Sometimes perfection comes from simplicity, and these street foods from around Southeast Asia deliver great taste with few ingredients
Malaysia, roti canai
Roti is a light and flaky flatbread that originally came from the Indian subcontinent. This common base for many Malaysian dishes can be filled with well-seasoned onions, eggs, vegetables, meats or cheese, fried and served with a dal, or curry dipping sauce. Remove all of the fillers, and you’re left with roti canai, a simple yet popular dish eaten by pulling apart pieces of roti bread and dipping it into the accompanying curry sauce. Its simplicity allows one to appreciate the subtle oil and lightness of the bread and rich flavours of the sauce.
Singapore, chicken and rice
Hainanese chicken and rice is a Singaporean street meal and comfort food. Served wrapped in paper, this dish comes exactly as the name describes, with steamed chicken on top of a pile of rice, served with a little bag of light chili sauce to pour over it. The rice is not a mere accompaniment to a well-seasoned chicken, though. It is also cooked in chicken broth with onions and other seasonings, providing big flavour to a dish with essentially only two components.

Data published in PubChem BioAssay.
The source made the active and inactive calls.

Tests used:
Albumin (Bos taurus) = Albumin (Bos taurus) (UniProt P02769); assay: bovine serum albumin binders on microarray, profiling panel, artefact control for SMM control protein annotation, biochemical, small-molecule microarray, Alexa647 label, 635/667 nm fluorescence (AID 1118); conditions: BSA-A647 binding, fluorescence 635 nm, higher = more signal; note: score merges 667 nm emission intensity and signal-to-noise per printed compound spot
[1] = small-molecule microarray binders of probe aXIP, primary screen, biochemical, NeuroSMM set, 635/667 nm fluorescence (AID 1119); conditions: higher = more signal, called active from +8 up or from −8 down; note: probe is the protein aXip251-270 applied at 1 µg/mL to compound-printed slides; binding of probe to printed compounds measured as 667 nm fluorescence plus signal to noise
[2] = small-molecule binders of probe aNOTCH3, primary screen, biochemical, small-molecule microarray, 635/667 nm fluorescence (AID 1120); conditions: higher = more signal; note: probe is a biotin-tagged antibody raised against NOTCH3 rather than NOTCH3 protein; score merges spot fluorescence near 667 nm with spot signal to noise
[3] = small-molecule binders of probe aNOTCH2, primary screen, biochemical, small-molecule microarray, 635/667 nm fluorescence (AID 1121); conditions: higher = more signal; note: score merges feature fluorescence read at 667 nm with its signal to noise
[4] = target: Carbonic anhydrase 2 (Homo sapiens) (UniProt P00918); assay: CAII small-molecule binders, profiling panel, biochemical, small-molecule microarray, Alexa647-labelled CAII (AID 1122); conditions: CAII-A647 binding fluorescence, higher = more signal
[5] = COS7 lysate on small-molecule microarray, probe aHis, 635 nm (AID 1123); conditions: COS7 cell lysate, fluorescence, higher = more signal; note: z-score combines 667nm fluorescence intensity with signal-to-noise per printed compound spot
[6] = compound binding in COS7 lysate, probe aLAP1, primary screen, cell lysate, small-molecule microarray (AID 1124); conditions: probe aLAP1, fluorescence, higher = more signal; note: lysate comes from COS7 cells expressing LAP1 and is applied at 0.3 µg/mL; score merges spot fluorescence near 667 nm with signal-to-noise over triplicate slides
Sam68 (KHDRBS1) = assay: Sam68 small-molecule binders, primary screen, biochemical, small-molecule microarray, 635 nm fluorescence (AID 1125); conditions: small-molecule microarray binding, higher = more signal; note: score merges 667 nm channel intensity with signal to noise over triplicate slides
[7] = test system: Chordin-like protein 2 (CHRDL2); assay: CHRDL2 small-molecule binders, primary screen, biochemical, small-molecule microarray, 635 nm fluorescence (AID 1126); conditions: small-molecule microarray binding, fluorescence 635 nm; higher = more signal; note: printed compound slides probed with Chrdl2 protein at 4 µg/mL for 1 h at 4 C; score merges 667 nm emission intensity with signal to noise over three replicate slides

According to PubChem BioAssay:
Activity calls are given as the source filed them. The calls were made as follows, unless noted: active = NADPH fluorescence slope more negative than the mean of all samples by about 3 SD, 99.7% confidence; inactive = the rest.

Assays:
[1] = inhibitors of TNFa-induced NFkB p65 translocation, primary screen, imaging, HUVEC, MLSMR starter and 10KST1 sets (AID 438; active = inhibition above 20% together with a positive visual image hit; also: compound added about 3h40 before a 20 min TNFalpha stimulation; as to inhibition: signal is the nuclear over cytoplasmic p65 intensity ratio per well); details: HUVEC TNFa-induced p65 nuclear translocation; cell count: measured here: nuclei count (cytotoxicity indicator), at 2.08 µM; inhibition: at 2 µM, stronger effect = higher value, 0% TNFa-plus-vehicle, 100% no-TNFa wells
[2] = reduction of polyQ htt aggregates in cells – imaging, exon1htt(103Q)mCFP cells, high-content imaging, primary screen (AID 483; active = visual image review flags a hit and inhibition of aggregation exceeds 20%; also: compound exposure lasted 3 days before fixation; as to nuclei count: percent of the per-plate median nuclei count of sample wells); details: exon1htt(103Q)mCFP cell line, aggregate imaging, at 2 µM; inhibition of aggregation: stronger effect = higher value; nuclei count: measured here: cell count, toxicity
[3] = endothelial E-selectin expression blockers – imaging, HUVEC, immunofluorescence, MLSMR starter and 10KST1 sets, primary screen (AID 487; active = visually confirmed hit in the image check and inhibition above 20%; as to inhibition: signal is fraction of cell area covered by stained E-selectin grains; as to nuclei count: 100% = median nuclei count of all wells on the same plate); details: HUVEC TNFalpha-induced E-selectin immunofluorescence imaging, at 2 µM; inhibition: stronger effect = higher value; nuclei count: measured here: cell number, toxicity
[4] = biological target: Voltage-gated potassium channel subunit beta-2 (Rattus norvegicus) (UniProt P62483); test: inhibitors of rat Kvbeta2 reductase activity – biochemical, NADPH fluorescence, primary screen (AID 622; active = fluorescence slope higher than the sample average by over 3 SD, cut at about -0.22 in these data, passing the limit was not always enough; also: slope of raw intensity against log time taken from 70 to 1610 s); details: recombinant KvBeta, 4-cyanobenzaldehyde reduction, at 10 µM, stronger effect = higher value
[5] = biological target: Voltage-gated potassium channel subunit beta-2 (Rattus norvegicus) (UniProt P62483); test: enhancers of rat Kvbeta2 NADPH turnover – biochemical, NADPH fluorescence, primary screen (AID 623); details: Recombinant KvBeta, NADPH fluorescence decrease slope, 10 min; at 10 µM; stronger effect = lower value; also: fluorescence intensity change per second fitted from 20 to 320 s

Vietnam, bahn mi
Banh mi sandwiches are a common Vietnamese dish that combines the traditional flavours of the country with its French colonial heritage. Originally made of pâté on a baguette, banh mi’s ingredients today run the gamut from pork sausage and cold cuts to shrimp to eggs – or some combination of the above. Common toppings include coriander, jalapeño, daikon radish, carrot, cabbage, cucumber and chili. Add some mayonnaise or soy sauce on top, and you have a delicious meal to go.
Thailand, mango sticky rice
In the springtime, mangoes are plentiful in Thai markets and the demand for mango sticky rice is equally high. Fresh slices of sweet, yellow mangoes are paired with coconut milk and sticky rice, a glutinous form of the grain. Its rich sweetness belies the simplicity and healthfulness of this dessert that comes together from only three whole-food ingredients.
All throughout Southeast Asia skewered, grilled street meats are a common sight, but probably the most recognisable is satay. Satay consists of small pieces of well-seasoned meat on a stick – normally chicken, mutton, beef or seafood – served with a spicy peanut dipping sauce. The small portions means you must order satay in multiples, and it’s a natural sharing dish.
This article was published in the June 2018 edition of Southeast Asia Globe magazine. For full access, subscribe here.